# Representing Numbers In Hardware

## Madeleine Lee and Vicky Le

## October 22nd, 2023

Have you ever wondered how your computer represents numbers? You've probably already heard of binary numbers - using
a series of 0's and 1's to represent numerical values - but how do we use binary to represent values between 0 and 1
("decimal" values)? There are two primary ways to do this. They are called *"fixed point"* and *"floating point"* representations.

## Review of Binary Numbers

Before we get into these representations of numbers, let's do a quick review of what we call *integer* binary numbers. Binary
numbers are a base 2 number system, so unlike our everyday base 10 system where we use digits 0-9, binary uses the digits
0-1 to represent numbers. Each of these digits is referred to as a bit, and when multiple bits are put together the right-most
bit is called the "least significant bit" (LSB) representing 2^{0} , while each bit left represents 2^{bit position}. The left-most
bit is called the "most significant bit" (MSB). Below is a diagram that can help visualize this system.

Relatively simple right? To convert to decimal, just multiply each digit by its corresponding power of two and add all of the digits together. However, this system as it stands, does not allow us to represent numbers between 0 and 1. So, enter fixed point representations!

## Fixed Point Numbers

One way that we can begin to represent fractional values is by introducing negative powers of two. We can split our binary digits into two parts: a whole number part and a fractional part, with the whole number part representing positive powers of two, and the fractional part representing negative powers of two.

We use a "binary point" to denote the boundary between the two parts (not "decimal" point because that would indicate base 10!). We call this representation "fixed point" because the binary point is fixed. That is, it stays in the same position for all numbers within the representation. Thus, we cannot perform computations with one number whose binary point is between digits 15 and 16, and one whose point is between digits 5 and 6 without converting them to the same binary point. Additionally, we are limited in the range of numbers that we can represent with this representation. Although it increases precision by having a fractional part, the overall range of numbers we can represent is decreased since we decrease the number of bits with positive powers of two. One way to increase the range that we can represent is by using floating point numbers.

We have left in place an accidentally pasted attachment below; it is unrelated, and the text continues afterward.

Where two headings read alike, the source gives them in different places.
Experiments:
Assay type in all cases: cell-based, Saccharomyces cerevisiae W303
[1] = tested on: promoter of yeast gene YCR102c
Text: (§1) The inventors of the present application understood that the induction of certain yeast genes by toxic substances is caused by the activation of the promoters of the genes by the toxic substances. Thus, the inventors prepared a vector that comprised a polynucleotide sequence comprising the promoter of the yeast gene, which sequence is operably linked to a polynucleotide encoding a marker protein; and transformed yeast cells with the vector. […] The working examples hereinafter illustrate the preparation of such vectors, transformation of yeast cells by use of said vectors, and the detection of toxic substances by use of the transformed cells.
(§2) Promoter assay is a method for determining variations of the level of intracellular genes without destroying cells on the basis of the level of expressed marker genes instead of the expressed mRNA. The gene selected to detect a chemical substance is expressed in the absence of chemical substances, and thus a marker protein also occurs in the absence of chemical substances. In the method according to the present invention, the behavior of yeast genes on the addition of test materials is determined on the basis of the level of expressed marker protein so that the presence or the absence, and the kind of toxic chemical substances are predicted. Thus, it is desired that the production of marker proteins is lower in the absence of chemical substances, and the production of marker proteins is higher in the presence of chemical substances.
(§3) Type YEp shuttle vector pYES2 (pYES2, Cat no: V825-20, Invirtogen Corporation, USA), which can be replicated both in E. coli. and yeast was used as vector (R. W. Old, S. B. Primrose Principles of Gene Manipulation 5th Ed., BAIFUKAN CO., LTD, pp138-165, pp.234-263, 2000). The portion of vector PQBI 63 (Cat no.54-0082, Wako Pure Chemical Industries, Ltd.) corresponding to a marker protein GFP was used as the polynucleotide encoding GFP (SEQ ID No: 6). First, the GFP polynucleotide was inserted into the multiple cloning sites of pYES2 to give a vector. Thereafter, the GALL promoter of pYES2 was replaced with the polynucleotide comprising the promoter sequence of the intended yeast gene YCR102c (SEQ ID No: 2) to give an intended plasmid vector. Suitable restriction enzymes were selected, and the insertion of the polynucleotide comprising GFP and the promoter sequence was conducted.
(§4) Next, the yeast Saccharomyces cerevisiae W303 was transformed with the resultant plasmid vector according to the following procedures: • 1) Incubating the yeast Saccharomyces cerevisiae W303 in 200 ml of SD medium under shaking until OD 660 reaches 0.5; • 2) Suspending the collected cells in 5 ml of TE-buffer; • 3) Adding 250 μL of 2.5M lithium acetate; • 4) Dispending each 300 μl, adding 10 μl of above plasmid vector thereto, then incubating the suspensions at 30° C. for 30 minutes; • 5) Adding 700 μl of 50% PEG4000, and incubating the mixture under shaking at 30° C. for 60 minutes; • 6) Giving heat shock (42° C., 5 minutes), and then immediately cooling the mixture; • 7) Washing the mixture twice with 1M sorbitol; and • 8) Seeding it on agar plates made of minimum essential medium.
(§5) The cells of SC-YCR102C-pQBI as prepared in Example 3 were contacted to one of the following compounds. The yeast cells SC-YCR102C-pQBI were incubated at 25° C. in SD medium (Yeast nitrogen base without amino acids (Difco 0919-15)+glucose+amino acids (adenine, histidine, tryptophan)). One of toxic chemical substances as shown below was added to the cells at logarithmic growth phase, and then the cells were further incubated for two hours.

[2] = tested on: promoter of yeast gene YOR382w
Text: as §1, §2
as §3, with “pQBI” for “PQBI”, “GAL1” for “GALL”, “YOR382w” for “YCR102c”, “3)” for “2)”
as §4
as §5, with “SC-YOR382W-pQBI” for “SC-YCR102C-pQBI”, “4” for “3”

## Floating Point Numbers

The concept of floating point is that the binary point is no longer fixed. It can "float" around to different locations within the binary number. This allows us to represent a larger range of numbers. However, this means that we have to have some way to communicate where the binary point is within the number.

To effectively organize all of the information needed for a floating point number, the total bit width of a number is broken into 3 parts: a sign bit, exponent bits, and mantissa bits. The MSB is the sign bit and is used to denote whether the number is negative (1) or positive (0). Following the sign bits are the exponent bits which are used to represent positive and negative exponents and a bias is added in order to get the stored exponent. A bias is added to these bits in order to make full use of the bits available such that each set of unique combinations represents a different number. Lastly are the mantissa bits which represent the significant digits within the floating point number.

We can think of floating point as a version of scientific notation, except instead of multiplying the coefficient (mantissa) by a power of 10, we multiply by a power of two.

Using the diagram of scientific notation above, the analog for floating point would be that the coefficient is the mantissa, the base is always two, and the exponent is the exponent.

Now that we know the basics of floating point numbers, let's look at an example based on IEEE 754 standard for single precision numbers.

From this it can be seen that floating point can represent multiple numbers, but due to this flexibility there are special cases in floating point such as what to do when a number does not terminate or when there are undefined results. For these situations we have special numbers such as zero, infinity, and not a number (NaN).

## Floating Point in Hardware

This semester we are working on creating a floating point library that consists of floating point arithmetic units such as a multiplier, divider, subtractor and adder to the C2S2 IP (intellectual property). This will enable the team to hopefully be able to work with more precise numbers as well as a larger range of numbers. We also hope to have parameterizable bit widths for total size of input, number of exponent bits, and number of mantissa bits. By adding this element of resizeable bit fields, different ranges of numbers and different precisions can be chosen depending on the application of the arithmetic units. Although it will be a challenging journey to accomplish this, we hope that this project will be helpful to the team in the future by enabling us to have more options and we hope you learned more about different representations of numbers in binary!